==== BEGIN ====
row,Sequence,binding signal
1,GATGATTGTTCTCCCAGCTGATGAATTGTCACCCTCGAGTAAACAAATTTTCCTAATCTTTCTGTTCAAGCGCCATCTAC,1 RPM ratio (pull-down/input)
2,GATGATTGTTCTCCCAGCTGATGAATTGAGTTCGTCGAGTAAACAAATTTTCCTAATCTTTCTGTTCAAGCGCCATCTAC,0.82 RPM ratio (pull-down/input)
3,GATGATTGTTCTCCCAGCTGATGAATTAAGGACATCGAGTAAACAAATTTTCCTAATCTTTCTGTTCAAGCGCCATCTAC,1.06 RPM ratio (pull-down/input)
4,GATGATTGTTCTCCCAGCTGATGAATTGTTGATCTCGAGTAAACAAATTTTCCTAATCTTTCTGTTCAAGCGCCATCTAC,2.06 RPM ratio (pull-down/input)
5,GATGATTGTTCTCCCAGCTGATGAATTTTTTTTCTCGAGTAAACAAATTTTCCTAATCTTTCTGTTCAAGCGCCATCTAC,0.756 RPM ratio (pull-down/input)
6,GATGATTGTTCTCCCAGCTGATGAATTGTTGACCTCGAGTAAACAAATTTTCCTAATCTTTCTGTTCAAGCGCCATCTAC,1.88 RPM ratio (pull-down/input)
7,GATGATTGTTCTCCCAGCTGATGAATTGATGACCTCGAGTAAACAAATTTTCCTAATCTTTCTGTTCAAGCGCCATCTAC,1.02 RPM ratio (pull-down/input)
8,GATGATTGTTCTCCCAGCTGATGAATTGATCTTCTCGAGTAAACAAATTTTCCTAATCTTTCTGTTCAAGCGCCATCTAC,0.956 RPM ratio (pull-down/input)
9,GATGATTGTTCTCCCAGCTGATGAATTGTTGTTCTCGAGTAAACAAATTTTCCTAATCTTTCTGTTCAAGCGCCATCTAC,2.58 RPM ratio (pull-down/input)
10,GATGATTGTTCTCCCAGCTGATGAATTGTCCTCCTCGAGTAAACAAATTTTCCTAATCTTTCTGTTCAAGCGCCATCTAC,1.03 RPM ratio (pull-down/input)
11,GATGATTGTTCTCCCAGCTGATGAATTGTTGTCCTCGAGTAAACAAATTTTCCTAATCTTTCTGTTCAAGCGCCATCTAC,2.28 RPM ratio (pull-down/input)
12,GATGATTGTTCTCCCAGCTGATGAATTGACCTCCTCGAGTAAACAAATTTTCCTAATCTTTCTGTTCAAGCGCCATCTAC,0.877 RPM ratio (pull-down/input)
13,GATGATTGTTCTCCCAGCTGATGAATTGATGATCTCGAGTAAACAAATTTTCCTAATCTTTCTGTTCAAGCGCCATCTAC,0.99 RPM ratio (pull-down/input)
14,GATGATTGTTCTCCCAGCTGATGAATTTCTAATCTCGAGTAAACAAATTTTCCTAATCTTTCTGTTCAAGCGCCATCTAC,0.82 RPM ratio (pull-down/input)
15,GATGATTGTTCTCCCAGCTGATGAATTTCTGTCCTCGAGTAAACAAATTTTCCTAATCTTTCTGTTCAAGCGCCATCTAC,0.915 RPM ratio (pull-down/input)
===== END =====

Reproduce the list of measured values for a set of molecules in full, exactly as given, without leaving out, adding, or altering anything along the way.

row,Sequence,binding signal
1,GATGATTGTTCTCCCAGCTGATGAATTGTCACCCTCGAGTAAACAAATTTTCCTAATCTTTCTGTTCAAGCGCCATCTAC,1 RPM ratio (pull-down/input)
2,GATGATTGTTCTCCCAGCTGATGAATTGAGTTCGTCGAGTAAACAAATTTTCCTAATCTTTCTGTTCAAGCGCCATCTAC,0.82 RPM ratio (pull-down/input)
3,GATGATTGTTCTCCCAGCTGATGAATTAAGGACATCGAGTAAACAAATTTTCCTAATCTTTCTGTTCAAGCGCCATCTAC,1.06 RPM ratio (pull-down/input)
4,GATGATTGTTCTCCCAGCTGATGAATTGTTGATCTCGAGTAAACAAATTTTCCTAATCTTTCTGTTCAAGCGCCATCTAC,2.06 RPM ratio (pull-down/input)
5,GATGATTGTTCTCCCAGCTGATGAATTTTTTTTCTCGAGTAAACAAATTTTCCTAATCTTTCTGTTCAAGCGCCATCTAC,0.756 RPM ratio (pull-down/input)
6,GATGATTGTTCTCCCAGCTGATGAATTGTTGACCTCGAGTAAACAAATTTTCCTAATCTTTCTGTTCAAGCGCCATCTAC,1.88 RPM ratio (pull-down/input)
7,GATGATTGTTCTCCCAGCTGATGAATTGATGACCTCGAGTAAACAAATTTTCCTAATCTTTCTGTTCAAGCGCCATCTAC,1.02 RPM ratio (pull-down/input)
8,GATGATTGTTCTCCCAGCTGATGAATTGATCTTCTCGAGTAAACAAATTTTCCTAATCTTTCTGTTCAAGCGCCATCTAC,0.956 RPM ratio (pull-down/input)
9,GATGATTGTTCTCCCAGCTGATGAATTGTTGTTCTCGAGTAAACAAATTTTCCTAATCTTTCTGTTCAAGCGCCATCTAC,2.58 RPM ratio (pull-down/input)
10,GATGATTGTTCTCCCAGCTGATGAATTGTCCTCCTCGAGTAAACAAATTTTCCTAATCTTTCTGTTCAAGCGCCATCTAC,1.03 RPM ratio (pull-down/input)
11,GATGATTGTTCTCCCAGCTGATGAATTGTTGTCCTCGAGTAAACAAATTTTCCTAATCTTTCTGTTCAAGCGCCATCTAC,2.28 RPM ratio (pull-down/input)
12,GATGATTGTTCTCCCAGCTGATGAATTGACCTCCTCGAGTAAACAAATTTTCCTAATCTTTCTGTTCAAGCGCCATCTAC,0.877 RPM ratio (pull-down/input)
13,GATGATTGTTCTCCCAGCTGATGAATTGATGATCTCGAGTAAACAAATTTTCCTAATCTTTCTGTTCAAGCGCCATCTAC,0.99 RPM ratio (pull-down/input)
14,GATGATTGTTCTCCCAGCTGATGAATTTCTAATCTCGAGTAAACAAATTTTCCTAATCTTTCTGTTCAAGCGCCATCTAC,0.82 RPM ratio (pull-down/input)
15,GATGATTGTTCTCCCAGCTGATGAATTTCTGTCCTCGAGTAAACAAATTTTCCTAATCTTTCTGTTCAAGCGCCATCTAC,0.915 RPM ratio (pull-down/input)